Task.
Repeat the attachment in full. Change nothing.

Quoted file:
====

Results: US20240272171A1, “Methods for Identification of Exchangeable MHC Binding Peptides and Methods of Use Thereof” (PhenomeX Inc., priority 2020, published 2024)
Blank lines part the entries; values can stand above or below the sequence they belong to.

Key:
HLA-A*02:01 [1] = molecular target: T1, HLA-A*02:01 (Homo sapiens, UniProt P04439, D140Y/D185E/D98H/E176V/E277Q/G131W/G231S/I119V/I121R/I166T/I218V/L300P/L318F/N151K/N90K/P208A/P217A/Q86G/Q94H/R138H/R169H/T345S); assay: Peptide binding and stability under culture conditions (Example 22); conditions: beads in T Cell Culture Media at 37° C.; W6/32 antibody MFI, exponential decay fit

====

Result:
Results: US20240272171A1, “Methods for Identification of Exchangeable MHC Binding Peptides and Methods of Use Thereof” (PhenomeX Inc., priority 2020, published 2024)
Blank lines part the entries; values can stand above or below the sequence they belong to.

Key:
HLA-A*02:01 [1] = molecular target: T1, HLA-A*02:01 (Homo sapiens, UniProt P04439, D140Y/D185E/D98H/E176V/E277Q/G131W/G231S/I119V/I121R/I166T/I218V/L300P/L318F/N151K/N90K/P208A/P217A/Q86G/Q94H/R138H/R169H/T345S); assay: Peptide binding and stability under culture conditions (Example 22); conditions: beads in T Cell Culture Media at 37° C.; W6/32 antibody MFI, exponential decay fit